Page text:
Cargo Bikes Mean Business, So Make One.

The Cargo Bike. Sure they have weird dutch names, they’re boxy and are popping up all over hip Brooklyn with 15 kids in them, late for PS Blankity Blank. But now it seems they are slowly being embraced by businesses…and not just those selling artisanal coffee or locally sourced Kimchi burger-tacos.

From Mother Nature Network:

5 businesses embracing the cargo bike
The cargo bike isn’t just for hipster families anymore. It’s a crucial business tool for urban deliveries.
By: Sami Glover
January 22nd, 2015

(null)About 50 percent of urban deliveries could be made by cargo bike, one new study shows. (Photo: Inc./Shutterstock)

Cargo bikes are rapidly gaining traction as a green, cost-effective method to transport just about anything. But while much of the focus, in the U.S. at least, has been on the hipster parent doing the urban school run, these modern-day workhorses are also proving to be a valuable commercial tool. In fact businesses and organizations around the world are getting on their (cargo) bikes to cut delivery costs, reduce emissions and raise their public profiles. (The German government has even created a guide to promote the use if cargo bikes by businesses, and some studies suggest 50 percent of urban deliveries could be made by bike.)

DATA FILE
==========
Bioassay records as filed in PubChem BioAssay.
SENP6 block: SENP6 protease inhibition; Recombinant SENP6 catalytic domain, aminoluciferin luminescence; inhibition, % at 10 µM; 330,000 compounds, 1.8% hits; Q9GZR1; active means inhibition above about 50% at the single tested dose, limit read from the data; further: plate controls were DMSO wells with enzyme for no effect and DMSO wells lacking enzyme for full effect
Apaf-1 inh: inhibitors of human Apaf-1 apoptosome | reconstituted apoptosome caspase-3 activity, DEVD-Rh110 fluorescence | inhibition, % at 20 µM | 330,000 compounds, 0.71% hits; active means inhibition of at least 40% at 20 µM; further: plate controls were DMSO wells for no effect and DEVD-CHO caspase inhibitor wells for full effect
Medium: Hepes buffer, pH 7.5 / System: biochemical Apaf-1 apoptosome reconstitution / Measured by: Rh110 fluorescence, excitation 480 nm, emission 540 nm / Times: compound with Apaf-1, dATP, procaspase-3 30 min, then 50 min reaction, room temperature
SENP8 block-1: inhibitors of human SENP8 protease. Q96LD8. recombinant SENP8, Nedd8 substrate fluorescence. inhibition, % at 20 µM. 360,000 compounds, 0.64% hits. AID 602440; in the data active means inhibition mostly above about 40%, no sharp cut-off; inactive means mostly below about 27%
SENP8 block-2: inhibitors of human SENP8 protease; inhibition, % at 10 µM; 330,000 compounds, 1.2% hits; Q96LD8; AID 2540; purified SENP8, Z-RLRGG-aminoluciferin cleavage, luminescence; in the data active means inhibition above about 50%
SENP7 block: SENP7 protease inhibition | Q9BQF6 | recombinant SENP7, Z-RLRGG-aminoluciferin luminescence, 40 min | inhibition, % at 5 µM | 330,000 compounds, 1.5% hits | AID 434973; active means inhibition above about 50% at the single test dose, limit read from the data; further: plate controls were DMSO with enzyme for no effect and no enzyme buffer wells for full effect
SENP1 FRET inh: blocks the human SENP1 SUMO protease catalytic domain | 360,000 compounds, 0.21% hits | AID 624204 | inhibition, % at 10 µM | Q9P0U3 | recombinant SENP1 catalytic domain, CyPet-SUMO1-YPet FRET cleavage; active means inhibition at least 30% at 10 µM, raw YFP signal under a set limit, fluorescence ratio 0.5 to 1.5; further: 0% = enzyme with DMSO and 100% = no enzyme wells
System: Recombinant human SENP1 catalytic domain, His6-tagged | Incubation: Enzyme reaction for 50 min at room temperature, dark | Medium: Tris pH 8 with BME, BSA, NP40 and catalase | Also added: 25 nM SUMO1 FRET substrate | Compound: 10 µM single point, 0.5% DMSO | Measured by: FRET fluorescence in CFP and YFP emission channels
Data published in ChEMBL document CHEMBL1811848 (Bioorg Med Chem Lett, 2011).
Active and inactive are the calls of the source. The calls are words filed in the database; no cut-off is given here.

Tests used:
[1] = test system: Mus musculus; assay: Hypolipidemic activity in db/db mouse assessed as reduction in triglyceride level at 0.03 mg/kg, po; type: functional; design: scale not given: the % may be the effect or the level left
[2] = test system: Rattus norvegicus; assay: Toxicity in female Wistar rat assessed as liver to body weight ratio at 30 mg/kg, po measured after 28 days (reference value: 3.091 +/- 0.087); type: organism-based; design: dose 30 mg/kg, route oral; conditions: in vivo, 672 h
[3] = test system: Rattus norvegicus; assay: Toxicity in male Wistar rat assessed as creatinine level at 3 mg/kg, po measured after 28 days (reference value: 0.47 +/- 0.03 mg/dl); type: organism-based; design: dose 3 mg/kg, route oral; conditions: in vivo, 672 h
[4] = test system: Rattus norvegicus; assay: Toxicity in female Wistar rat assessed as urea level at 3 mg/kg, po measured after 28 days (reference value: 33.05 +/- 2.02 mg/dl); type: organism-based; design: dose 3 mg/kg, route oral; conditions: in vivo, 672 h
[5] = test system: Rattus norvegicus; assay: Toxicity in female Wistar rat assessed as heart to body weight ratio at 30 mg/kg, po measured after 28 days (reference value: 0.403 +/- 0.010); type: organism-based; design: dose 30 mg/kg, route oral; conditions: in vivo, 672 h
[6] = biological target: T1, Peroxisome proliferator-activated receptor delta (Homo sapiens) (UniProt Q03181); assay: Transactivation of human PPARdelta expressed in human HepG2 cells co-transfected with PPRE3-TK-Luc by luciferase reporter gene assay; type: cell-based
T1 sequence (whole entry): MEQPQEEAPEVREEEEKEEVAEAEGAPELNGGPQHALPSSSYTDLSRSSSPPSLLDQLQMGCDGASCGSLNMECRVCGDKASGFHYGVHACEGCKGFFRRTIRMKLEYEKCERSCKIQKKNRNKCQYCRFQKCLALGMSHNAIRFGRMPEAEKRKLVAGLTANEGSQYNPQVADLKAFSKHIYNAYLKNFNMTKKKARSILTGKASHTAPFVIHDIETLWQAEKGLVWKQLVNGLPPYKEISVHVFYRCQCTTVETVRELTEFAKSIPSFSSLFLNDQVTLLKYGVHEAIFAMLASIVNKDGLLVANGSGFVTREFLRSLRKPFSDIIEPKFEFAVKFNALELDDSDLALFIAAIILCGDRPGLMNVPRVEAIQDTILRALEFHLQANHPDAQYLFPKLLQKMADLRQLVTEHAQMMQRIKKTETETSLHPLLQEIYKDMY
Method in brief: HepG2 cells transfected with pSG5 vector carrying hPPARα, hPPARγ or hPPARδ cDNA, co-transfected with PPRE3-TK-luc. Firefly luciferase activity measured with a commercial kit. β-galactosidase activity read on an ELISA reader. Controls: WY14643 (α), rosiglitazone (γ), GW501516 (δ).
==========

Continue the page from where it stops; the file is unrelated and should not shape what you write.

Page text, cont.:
Here are some of our favorite cargo bike champions.


Read more by riding over: here.

Why not get in the action with all these cool companies…and make your own cargo bike. Here are step by step instructions from Ulyssanov, (imgur) who assembled a sweet looking two wheeled machine in his kitchen.

Cargo Bike Build

So I built a Cargo Bike in my Kitchen. Why Build one? Because it’s fun and I wanted one anyway. One other reason is that most Cargo Bikes you can buy only come in one frame size which is usually too small for tall people like me to ride comfortably. So this way I was able to build one that fits me like a glove. Why in my Kitchen? Because I don’t have access to any kind of workshop so I have to make due with what I’ve got. This is not the first project I’ve done under similar conditions so I’ve gotten pretty good at improvising.

Planning the Build to figure out what parts I need and how everything would come together took about two months. Then I was ready to order most of the Steel I would be using as well as buying a used donor frame – a 90s Scott steel mountainbike frame.

(null)(the completed bike)
Read more and get to work: here.

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